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Barts Pathology Museum presents 'Kill or Cure': Would you have survived a headache 500 years ago?

Friday 4 October 2013

We may be familiar with medical history through the eyes of doctors and surgeons – but what about the patient? On Wednesday 6 November at Barts Pathology Museum, West Smithfield campus, the author of new Dorling Kindersley book book Kill or Cure traces the experience of a patient through different historical eras.

If you had a cough or headache, what would you have been diagnosed with 500 years ago? 150 years ago? What might you be diagnosed with now? And how would those in the medical profession have “cured” your symptoms in years past? Author Steve Parker explains what tests were done and what gruesome treatments were often mistakenly carried out.

Professor Chris Thompson, Chief Medical Officer of The Priory, will introduce Parker and lead a Q&A session after the talk. Professor Thompson has over 30 years’ experience working in the NHS and the independent healthcare sector and is at the forefront of academic debate on mental health conditions, as well as having a leading role in the formulation and development of medical regulation.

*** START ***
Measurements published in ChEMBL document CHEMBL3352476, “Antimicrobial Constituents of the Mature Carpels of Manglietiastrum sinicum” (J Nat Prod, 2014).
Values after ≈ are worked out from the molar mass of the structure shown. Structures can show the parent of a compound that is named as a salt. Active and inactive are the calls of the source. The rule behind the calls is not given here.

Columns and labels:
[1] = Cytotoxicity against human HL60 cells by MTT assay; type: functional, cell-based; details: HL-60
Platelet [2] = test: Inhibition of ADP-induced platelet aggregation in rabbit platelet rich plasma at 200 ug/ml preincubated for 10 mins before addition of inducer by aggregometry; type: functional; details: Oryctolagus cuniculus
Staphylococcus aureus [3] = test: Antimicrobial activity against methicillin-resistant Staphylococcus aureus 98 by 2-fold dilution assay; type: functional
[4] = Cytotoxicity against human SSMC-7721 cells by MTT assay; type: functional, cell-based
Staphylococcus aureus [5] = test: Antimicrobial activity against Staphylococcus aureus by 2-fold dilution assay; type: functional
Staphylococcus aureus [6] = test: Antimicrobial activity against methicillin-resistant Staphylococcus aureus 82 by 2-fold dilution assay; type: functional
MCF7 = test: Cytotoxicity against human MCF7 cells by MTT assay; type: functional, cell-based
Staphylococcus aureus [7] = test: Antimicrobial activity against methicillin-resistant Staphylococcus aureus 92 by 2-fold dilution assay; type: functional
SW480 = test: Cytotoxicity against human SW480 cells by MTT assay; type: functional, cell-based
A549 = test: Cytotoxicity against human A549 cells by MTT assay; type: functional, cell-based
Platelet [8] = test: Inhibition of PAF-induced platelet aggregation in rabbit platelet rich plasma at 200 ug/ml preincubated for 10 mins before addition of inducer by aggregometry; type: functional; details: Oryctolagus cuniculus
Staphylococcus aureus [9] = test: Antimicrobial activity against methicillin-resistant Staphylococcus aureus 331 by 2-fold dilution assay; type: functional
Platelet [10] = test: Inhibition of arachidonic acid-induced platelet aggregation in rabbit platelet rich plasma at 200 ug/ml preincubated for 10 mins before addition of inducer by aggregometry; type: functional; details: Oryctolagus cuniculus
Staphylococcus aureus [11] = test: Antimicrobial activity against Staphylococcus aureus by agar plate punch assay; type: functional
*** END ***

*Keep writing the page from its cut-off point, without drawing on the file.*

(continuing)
The beautiful Grade II listed Barts Pathology Museum houses 5,000 medical specimens. Purpose built in 1879, it spans three mezzanine levels and includes pathological pots relating to all areas of anatomy and physiology, including the skull of John Bellingham – the only person to assassinate a British Prime Minister. It is only open to the public during special evening and weekend events.

Doors open at 6.30pm for a 7pm start. Tickets are £6.50 including booking fee and refreshments.

For tickets and information about other forthcoming Barts Pathology Museum events, visit http://www.potts-pots.blogspot.co.uk.

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